Monday 15 April 2024

Reorganising my resin 3D printer space.

My resin printer was packed away for several months while we had building work going on, and now that the work is finished, it lives in the garage.  It wasn't used over the winter, when it was too cold for the resin (it becomes more viscous and doesn't flow as well, so you get print failures). It's warm enough again now, but I wanted to move the printer from its temporary spot to the permanent location I had planned.  It was a sunny day today, so a good time to do the necessary work...

I drilled some large holes in the underside of a spare section of worktop.  I managed to drill all 8 without accidentally breaking through the top of the work top, which was a win in my book.  The reason for these holes will become apparent.

We acquired a small desk/table when our office was refurnished many years ago.  This sat in the garden as a plant stand until the top finally disintegrated.  The legs are still fine, a very sturdy steel frame.

I gave it a good clean, evicted several spiders and painted Kurust over all the rusty patches.  You can see the rust has gone a blue/black colour which means it has been fully treated.  It's had a few months to fully cure.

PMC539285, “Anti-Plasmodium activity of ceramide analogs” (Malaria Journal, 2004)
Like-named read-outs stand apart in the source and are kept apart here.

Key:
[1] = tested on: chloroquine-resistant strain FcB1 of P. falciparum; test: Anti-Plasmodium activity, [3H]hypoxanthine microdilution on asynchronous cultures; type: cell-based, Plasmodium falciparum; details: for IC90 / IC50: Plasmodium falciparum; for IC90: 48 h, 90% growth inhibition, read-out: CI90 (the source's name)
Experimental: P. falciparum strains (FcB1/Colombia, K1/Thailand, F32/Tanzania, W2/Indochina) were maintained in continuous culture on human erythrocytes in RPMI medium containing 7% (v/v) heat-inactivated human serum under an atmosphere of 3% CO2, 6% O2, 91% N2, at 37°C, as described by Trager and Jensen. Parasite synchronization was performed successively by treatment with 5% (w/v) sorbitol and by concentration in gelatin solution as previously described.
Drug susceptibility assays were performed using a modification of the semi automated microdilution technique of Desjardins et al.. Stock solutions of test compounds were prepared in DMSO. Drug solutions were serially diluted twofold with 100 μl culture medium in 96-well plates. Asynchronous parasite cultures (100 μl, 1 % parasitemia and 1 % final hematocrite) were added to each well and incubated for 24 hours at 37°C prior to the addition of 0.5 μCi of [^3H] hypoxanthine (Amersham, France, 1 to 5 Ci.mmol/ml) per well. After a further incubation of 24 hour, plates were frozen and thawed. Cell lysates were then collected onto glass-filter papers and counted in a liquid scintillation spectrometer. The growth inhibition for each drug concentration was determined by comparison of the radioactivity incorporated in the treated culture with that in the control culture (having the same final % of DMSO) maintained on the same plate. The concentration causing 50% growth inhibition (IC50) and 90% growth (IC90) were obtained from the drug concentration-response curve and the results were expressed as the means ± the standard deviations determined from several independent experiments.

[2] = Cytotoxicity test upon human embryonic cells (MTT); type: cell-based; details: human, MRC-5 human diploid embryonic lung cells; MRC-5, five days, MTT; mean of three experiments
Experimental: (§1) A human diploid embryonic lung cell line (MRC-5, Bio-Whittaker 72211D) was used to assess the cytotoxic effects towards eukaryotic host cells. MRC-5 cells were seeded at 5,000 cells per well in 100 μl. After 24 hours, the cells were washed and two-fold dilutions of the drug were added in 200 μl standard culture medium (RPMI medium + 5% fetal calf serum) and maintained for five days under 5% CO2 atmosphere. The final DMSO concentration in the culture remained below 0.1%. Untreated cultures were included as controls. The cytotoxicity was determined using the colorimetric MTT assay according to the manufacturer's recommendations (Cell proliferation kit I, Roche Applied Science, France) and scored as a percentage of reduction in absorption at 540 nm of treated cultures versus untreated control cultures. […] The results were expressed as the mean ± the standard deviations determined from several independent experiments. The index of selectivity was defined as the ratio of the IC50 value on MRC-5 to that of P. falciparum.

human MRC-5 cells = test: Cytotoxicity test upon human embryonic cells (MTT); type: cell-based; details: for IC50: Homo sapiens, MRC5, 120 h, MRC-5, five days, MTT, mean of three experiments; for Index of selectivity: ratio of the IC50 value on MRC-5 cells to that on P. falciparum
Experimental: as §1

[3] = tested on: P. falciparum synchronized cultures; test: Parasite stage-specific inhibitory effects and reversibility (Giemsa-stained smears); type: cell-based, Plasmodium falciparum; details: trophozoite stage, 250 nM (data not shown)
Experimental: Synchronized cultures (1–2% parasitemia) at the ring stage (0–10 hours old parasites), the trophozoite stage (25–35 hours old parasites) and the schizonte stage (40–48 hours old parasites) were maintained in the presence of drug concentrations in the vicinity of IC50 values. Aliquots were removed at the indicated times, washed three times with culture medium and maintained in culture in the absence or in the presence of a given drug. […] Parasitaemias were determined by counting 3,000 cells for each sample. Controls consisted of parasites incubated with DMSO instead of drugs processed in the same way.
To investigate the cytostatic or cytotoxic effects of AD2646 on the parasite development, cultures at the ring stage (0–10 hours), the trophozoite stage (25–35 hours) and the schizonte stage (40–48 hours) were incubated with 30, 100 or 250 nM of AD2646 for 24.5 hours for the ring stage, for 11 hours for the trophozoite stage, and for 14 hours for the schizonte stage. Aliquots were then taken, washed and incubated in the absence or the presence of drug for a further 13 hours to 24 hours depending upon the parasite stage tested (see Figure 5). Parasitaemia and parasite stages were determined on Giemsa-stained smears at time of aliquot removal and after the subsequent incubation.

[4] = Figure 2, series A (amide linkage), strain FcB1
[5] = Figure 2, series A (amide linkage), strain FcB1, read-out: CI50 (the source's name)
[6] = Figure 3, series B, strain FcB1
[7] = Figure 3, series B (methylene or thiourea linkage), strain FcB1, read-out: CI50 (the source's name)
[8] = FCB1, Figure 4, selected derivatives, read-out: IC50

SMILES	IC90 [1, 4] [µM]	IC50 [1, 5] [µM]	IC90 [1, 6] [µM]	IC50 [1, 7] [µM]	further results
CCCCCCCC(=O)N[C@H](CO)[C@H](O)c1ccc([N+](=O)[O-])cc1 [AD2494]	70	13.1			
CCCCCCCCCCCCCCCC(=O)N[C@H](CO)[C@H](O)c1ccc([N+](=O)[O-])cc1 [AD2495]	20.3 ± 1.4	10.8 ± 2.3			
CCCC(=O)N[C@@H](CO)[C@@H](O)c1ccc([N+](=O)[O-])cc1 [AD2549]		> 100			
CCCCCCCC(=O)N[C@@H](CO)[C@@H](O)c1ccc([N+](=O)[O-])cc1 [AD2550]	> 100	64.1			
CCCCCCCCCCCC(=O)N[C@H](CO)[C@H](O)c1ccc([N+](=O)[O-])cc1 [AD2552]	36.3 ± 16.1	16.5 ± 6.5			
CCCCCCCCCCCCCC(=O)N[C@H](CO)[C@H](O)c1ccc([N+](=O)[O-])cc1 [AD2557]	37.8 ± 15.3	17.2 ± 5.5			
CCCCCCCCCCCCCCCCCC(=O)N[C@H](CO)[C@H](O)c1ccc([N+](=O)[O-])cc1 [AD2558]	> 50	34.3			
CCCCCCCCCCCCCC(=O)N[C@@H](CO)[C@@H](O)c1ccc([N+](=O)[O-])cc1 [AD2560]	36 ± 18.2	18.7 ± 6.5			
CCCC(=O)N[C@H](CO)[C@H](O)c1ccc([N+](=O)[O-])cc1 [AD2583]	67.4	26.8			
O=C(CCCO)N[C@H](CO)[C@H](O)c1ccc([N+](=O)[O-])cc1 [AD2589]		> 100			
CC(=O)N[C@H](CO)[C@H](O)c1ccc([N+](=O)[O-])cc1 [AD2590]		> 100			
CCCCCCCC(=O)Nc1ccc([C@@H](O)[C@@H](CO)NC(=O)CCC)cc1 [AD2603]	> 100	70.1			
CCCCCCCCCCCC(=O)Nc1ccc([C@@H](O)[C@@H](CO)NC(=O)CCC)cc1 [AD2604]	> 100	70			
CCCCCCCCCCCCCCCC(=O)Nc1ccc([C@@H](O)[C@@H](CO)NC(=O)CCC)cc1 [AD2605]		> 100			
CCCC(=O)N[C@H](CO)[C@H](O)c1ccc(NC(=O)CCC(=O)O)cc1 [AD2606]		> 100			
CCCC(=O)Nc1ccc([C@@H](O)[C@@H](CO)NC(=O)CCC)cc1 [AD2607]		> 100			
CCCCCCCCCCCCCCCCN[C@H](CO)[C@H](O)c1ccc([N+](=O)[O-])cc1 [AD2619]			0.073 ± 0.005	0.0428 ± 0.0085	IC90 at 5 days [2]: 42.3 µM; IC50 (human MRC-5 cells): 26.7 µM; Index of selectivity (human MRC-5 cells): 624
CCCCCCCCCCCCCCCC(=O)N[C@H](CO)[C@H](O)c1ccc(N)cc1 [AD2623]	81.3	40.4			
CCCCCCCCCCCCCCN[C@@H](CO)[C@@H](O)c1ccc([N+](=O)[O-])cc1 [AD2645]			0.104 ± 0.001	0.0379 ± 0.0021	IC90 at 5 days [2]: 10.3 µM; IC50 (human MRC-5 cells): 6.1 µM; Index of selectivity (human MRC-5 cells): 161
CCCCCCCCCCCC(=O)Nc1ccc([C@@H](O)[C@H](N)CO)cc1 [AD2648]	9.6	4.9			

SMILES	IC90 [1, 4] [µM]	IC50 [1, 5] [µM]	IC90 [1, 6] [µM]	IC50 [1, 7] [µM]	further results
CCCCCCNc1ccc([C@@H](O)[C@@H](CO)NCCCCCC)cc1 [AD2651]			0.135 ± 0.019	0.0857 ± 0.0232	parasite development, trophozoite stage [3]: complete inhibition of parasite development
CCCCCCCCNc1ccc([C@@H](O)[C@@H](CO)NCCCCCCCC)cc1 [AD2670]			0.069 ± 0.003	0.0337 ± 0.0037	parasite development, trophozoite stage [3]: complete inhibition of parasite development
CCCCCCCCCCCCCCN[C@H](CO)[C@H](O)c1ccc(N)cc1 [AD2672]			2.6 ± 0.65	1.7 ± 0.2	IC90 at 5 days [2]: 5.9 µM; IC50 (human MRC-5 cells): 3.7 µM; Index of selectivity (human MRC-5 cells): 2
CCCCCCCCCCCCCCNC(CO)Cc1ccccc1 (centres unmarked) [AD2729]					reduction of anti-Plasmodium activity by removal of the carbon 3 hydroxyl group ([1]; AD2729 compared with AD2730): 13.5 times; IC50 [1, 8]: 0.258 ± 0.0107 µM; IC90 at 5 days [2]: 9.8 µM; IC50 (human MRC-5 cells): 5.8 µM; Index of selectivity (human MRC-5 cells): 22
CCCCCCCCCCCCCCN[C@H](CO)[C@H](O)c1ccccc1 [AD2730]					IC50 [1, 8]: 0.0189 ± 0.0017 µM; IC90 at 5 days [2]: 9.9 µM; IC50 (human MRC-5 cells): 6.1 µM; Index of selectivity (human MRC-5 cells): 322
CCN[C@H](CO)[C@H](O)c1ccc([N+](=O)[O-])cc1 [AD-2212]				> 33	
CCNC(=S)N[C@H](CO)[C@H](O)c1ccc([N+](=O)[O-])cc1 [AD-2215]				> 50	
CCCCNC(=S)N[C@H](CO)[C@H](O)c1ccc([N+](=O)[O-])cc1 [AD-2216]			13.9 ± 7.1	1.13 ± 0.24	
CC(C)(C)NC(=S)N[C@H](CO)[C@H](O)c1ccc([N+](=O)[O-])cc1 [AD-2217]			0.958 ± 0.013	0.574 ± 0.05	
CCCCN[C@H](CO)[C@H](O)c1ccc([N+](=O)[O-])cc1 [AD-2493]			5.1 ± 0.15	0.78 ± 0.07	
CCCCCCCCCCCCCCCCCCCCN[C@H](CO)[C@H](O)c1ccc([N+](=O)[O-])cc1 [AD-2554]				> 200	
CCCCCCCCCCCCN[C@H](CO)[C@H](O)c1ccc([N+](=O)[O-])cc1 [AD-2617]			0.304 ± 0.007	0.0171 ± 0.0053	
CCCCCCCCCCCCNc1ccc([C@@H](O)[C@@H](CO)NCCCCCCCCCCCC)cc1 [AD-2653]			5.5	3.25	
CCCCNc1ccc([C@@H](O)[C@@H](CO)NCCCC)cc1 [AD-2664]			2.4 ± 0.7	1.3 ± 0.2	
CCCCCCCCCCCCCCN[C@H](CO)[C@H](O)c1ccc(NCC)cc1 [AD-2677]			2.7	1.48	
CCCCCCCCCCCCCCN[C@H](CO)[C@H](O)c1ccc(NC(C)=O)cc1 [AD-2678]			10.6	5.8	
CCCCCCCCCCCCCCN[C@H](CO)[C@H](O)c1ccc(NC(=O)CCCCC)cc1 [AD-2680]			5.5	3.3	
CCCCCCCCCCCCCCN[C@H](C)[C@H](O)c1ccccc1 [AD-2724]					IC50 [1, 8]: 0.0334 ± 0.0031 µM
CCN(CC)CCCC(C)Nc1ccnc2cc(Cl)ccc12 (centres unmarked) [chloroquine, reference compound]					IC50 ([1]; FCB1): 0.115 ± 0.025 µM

The table frame has pairs of nuts in plastic plugs which were originally embedded in the old tabletop.  When this came to pieces (as chipboard will when soaked in rain for several winters), the plugs came out.  They're so rusted now that is impossible to remove them, so the previously mentioned large holes were drilled in the underside of the new top in order to accommodate these.

The tabletop sits neatly on the top.  I had intended to glue it or put some extra screws in, but it's pretty firm as it is, so I've left it without. The plugs/holes stop it moving around.